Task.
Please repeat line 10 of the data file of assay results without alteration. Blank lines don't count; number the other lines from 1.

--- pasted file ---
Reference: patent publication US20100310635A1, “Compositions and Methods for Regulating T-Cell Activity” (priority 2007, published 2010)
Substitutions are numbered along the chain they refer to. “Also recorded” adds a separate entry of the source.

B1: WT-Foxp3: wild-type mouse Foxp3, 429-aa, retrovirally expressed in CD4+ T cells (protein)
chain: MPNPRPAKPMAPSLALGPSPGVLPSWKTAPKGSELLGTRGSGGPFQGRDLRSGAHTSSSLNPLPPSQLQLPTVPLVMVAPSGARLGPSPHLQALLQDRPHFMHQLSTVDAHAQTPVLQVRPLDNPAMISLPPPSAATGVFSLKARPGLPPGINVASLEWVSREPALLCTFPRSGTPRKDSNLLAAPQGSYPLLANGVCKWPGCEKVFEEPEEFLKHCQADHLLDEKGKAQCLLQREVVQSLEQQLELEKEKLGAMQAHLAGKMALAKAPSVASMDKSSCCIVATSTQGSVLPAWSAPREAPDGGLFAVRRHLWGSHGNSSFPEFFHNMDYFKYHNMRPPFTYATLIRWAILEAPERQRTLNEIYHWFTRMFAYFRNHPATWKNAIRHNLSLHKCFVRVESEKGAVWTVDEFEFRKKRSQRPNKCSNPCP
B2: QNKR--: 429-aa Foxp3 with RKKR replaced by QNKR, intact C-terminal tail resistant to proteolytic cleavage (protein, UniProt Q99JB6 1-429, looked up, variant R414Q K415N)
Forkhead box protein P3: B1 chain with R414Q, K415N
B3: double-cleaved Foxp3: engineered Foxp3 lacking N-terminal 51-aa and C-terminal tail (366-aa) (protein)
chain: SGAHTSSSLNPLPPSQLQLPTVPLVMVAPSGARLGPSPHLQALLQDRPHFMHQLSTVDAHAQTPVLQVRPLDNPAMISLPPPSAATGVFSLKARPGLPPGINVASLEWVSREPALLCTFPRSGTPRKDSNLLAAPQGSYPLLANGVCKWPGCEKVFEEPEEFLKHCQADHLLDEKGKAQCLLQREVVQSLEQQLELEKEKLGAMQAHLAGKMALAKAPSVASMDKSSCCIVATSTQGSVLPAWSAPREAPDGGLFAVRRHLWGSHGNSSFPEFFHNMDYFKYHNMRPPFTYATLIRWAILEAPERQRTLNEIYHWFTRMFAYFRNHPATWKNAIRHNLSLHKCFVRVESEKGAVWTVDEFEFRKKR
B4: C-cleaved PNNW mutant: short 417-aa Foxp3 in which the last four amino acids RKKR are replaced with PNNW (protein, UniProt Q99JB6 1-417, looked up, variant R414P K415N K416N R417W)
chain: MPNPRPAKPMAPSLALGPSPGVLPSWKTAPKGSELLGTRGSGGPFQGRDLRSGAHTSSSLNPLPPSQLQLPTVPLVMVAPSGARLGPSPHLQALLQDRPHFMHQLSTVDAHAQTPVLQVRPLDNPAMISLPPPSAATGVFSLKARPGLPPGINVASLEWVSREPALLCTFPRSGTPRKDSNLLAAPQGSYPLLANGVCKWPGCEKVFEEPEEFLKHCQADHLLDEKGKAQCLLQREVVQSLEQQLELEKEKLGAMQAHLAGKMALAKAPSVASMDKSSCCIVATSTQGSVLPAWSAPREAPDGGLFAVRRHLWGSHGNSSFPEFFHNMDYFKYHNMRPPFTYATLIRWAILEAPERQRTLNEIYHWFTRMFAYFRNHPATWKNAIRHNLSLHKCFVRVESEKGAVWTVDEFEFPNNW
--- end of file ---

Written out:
chain: MPNPRPAKPMAPSLALGPSPGVLPSWKTAPKGSELLGTRGSGGPFQGRDLRSGAHTSSSLNPLPPSQLQLPTVPLVMVAPSGARLGPSPHLQALLQDRPHFMHQLSTVDAHAQTPVLQVRPLDNPAMISLPPPSAATGVFSLKARPGLPPGINVASLEWVSREPALLCTFPRSGTPRKDSNLLAAPQGSYPLLANGVCKWPGCEKVFEEPEEFLKHCQADHLLDEKGKAQCLLQREVVQSLEQQLELEKEKLGAMQAHLAGKMALAKAPSVASMDKSSCCIVATSTQGSVLPAWSAPREAPDGGLFAVRRHLWGSHGNSSFPEFFHNMDYFKYHNMRPPFTYATLIRWAILEAPERQRTLNEIYHWFTRMFAYFRNHPATWKNAIRHNLSLHKCFVRVESEKGAVWTVDEFEFPNNW